8.4.2. Ensuring all roles have clearly defined responsibilities; Ensuring that the organization design is implemented through the programme lifecycle; Efficiency of resources

8.4.3. responsibilities related to ...

8.4.3.1. Vision

8.4.3.2. Blueprint

8.4.3.3. Organisation

8.4.3.4. Business Case

8.4.3.5. Planning & Control

8.4.3.6. Benefits Realization Management

8.4.3.7. Leadership & Stakeholder Engagement

8.4.3.7.1. Develop and implement Stakeholder Engagement Strategy.

8.4.3.7.2. Day-to-day implement stakeholder engagement cycle.

8.4.3.7.3. Develop and maintain Stakeholder Profiles.

8.4.3.7.4. Control and align project communications activities.

8.4.3.7.5. Develop, implement and update the Programme Communications Plan.

8.4.3.8. Quality & Assurance

8.4.3.8.1. Develop and implement the quality and assurance arrangements.

8.4.3.8.2. Coordinate delivery of project outputs that are fit for purpose to achieve outcomes and benefits.

8.4.3.8.3. Initiate assurance reviews of project and supplier performance.

8.4.3.9. Risk & Issues

8.4.3.9.1. Develop and implement risk & issue strategies and configuration management system.

8.4.3.9.2. Design and manage risk and issue management cycles.

8.4.3.9.3. Assure adherence to risk management principles.

8.4.3.9.4. Allocate risks and issue.

8.4.3.9.5. Own programme-level risks and issues.

8.4.3.9.6. Escalate items that cross programme boundaries to SRO.

8.5. Business Change Manager (BCM)

8.5.1. The Business Change Manager(s) role is responsible for benefit management.

8.5.1.1. This includes implementation and embedding of the new capabilities delivered by the projects.

8.5.2. responsibilities related to ...

8.5.2.1. Vision

8.5.2.2. Blueprint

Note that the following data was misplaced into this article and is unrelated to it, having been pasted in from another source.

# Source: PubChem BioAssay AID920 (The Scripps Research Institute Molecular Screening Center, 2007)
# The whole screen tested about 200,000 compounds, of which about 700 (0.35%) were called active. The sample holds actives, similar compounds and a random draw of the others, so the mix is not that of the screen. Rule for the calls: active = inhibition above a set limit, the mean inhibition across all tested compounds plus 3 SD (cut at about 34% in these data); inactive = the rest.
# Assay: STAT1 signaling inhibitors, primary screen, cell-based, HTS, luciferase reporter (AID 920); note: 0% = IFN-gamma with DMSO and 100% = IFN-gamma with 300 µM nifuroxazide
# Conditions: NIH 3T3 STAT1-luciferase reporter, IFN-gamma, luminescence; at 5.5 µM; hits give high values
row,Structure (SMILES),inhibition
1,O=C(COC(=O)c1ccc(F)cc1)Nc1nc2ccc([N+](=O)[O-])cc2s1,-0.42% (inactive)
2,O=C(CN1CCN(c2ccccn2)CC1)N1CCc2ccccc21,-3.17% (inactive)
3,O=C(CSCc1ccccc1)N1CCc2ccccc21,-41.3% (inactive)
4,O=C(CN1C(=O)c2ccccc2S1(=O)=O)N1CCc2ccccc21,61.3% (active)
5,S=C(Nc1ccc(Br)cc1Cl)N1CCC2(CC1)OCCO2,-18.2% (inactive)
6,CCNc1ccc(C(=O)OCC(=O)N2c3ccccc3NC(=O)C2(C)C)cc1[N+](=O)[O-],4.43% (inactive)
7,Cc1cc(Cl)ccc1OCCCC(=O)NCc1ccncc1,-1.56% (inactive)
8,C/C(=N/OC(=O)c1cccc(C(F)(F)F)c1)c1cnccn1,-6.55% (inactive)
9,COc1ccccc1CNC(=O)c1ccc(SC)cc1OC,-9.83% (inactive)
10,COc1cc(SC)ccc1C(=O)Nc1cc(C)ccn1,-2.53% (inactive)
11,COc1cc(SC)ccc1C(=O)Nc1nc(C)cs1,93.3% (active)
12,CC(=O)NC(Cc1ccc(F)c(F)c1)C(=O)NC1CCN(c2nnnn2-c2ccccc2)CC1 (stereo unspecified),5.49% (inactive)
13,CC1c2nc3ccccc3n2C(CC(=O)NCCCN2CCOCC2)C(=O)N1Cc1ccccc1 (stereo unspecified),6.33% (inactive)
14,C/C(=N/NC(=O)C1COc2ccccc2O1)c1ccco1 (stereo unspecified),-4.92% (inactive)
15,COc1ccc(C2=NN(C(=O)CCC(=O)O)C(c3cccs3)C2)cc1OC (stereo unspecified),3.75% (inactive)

8.5.2.3. Organisation

8.5.2.4. Business Case

8.5.2.5. Planning & Control

8.5.2.6. Benefits Realization Management

8.5.2.7. Leadership & Stakeholder Engagement

8.5.2.7.1. Actively engage and lead business area through transition, generating confidence and buy-in.

8.5.2.7.2. Take responsibility for engagement in their business area.

8.5.2.7.3. Communicate with stakeholders to identify new benefits and ways of realising benefits.

8.5.2.7.4. Deliver key communications to their business operations.

8.5.2.8. Quality & Assurance

8.5.2.8.1. Implements transitioning, realizing and review of benefits.

8.5.2.8.2. Implement business changes lessons learned.

8.5.2.9. Risk & Issues

8.5.2.9.1. Manage and coordinate resolution of risks to operational performance and benefits achievement.

8.5.2.9.2. Ensure the Risk Management cycle includes operational risk.

8.5.2.9.3. Manage risks impacting business performance and transition.

8.6. Programme Office

8.6.1. The Programme Office has two distinct roles:

8.6.1.1. Providing support for the programme(s)

8.6.1.2. Providing assurance and governance across the programmes

8.6.2. Is a conscience and support body for the SRO and programme board

8.6.3. Can offer assistance from administration to expertise and specialist activities

8.6.4. Based on their expertise and experience can help, coach and mentor less-experienced programme and project personnel

8.6.5. responsibilities related to ...

8.6.5.1. Vision

8.6.5.2. Blueprint

8.6.5.3. Organisation

8.6.5.4. Business Case

8.6.5.5. Planning & Control

8.6.5.6. Benefits Realization Management

8.6.5.7. Leadership & Stakeholder Engagement

8.6.5.7.1. Maintain stakeholder information.

8.6.5.7.2. Maintain communication activity audit trail.

8.6.5.7.3. Collate, log and process feedback.

8.6.5.8. Quality & Assurance

8.6.5.8.1. Establish and maintain the programme’s quality and assurance plan and information management plan

8.6.5.8.2. Provide information to support assurance reviews.